« on: November 23, 2014, 08:59:20 PM »
Well I hope Brian's knowledge of the camera is better than his knowledge of horses !
You might try reading the review before embarrassing yourself with a gratuitous negative comment.
"Perhaps even more beneficial for understanding what can be done with this frame rate is to look at a visual example. Drag your mouse over the labels under the following image for a visual look at the 10 fps rate. Drag your mouse completely across all of the labels in 1.3 seconds to get an idea of the speed of the approaching horse – approximately 40-45 mph (64-72 kph). I know, the labels are a bit small for that mouse move, but this approach happened very fast."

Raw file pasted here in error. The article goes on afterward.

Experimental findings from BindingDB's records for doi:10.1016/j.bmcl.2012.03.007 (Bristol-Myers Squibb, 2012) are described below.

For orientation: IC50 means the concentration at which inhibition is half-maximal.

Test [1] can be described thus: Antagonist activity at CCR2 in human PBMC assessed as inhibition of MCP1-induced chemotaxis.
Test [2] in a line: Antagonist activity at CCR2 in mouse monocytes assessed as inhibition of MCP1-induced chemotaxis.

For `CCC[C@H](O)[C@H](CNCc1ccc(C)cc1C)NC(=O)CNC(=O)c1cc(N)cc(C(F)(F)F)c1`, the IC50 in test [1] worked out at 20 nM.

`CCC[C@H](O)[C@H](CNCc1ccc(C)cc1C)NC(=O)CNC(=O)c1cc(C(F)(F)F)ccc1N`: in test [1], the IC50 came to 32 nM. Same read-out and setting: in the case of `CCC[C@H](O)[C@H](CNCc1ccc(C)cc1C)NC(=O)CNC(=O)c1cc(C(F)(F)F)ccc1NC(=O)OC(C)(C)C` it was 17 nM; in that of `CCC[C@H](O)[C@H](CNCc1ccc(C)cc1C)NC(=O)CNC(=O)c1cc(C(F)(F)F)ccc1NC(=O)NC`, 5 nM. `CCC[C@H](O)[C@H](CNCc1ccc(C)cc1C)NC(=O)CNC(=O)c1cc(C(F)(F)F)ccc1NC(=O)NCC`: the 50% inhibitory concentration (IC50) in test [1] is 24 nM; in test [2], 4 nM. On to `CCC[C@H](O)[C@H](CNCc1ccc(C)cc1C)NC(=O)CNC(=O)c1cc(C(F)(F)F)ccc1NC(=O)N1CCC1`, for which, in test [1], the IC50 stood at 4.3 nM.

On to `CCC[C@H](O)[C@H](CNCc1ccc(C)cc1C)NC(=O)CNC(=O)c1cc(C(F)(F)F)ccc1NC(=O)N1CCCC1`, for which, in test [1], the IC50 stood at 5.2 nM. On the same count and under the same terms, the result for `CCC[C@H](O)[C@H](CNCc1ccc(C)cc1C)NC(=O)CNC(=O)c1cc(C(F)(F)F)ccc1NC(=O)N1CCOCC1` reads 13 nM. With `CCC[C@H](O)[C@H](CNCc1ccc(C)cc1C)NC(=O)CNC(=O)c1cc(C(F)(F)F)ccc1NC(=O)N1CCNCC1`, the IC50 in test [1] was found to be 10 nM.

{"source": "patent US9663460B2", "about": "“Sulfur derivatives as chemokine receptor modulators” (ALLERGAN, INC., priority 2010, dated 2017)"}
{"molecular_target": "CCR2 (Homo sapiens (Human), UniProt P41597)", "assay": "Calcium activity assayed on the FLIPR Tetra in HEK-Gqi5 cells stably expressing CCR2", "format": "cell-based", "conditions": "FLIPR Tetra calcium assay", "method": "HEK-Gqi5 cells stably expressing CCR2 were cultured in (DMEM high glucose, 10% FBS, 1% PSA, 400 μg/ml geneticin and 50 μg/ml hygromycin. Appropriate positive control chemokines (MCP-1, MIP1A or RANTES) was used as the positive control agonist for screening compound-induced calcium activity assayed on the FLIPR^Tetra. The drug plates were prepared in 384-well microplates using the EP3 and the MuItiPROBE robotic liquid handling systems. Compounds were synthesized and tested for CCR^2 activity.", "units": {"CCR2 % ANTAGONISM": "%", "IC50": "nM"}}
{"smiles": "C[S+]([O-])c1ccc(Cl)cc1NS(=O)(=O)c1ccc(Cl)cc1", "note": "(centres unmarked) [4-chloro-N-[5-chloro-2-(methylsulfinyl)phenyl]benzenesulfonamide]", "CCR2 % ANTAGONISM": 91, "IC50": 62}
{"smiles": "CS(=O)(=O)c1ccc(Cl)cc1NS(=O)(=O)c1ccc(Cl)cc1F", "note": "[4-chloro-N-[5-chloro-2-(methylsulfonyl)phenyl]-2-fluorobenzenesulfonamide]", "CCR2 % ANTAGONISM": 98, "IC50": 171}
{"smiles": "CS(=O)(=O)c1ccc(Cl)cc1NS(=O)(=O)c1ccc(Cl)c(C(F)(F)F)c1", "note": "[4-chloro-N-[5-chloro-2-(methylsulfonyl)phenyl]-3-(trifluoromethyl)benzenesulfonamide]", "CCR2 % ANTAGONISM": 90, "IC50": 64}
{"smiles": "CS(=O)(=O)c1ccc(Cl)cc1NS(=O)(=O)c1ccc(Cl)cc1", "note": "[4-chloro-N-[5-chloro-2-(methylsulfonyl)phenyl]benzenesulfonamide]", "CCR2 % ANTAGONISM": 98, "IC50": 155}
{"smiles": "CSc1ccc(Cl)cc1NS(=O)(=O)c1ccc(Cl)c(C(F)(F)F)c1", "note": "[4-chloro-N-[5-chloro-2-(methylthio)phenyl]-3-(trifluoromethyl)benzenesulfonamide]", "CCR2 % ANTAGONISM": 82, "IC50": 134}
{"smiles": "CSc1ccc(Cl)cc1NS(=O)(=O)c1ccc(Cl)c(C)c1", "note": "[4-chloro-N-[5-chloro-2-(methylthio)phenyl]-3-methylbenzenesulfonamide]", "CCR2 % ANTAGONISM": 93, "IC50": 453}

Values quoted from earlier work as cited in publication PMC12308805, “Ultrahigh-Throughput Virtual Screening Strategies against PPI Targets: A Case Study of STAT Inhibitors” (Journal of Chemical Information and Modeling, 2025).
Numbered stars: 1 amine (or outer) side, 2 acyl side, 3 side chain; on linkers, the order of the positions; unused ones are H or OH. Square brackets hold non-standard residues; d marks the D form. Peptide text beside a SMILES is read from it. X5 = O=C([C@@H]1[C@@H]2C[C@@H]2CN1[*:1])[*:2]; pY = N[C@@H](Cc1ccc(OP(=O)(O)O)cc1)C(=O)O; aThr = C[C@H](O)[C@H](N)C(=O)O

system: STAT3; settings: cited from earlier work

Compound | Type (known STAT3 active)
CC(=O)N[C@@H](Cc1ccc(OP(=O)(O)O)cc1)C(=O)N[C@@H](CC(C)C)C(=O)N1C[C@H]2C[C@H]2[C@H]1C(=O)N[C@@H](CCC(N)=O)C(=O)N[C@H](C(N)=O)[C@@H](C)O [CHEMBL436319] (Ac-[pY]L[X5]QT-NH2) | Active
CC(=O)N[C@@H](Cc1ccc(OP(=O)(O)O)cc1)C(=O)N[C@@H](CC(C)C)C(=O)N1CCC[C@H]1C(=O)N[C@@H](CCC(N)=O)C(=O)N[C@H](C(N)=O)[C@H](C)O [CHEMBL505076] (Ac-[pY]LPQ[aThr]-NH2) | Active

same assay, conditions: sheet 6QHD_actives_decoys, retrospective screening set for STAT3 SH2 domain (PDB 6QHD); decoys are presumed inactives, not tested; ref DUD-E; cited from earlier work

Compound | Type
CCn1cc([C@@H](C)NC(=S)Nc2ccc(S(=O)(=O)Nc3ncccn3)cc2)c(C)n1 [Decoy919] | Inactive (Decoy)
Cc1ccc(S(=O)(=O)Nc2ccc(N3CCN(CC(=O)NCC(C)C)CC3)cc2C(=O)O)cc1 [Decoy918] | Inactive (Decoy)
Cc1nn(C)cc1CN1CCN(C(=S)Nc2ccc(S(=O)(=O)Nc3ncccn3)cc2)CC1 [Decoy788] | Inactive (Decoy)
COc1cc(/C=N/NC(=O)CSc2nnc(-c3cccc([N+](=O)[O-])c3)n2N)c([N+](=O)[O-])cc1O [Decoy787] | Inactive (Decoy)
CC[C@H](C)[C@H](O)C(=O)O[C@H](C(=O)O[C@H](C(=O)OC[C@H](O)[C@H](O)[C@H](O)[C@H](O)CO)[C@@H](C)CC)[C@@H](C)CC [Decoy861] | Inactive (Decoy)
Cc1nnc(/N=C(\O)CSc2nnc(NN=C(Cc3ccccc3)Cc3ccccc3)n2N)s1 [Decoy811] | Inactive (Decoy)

She would have to be riding a top form Derby winner - on the flat - on good going - with a race saddle - riding weight less than 7 stone. As I said, this target would have been travelling towards the camera at 18 mph max.
Completely digressing from the topic, I think a horse can manage 30/35 mph at a gallop for very short distances. In this particular case, I wouldn't be surprised if Bryan asked his daughter to urge her horse fast towards the camera to model for the shots. You are referring to speeds held consistently over the course of a mile or so.
Widely believed to be faster than cheetahs in endurance races, the thoroughbred is the fastest breed of horse in the world, and can maintain a speed of 45 miles (72 km) per hour for a distance of more than a mile (1.6 km), making the Derby's 1¼ mile-long race the fastest two minutes in sports.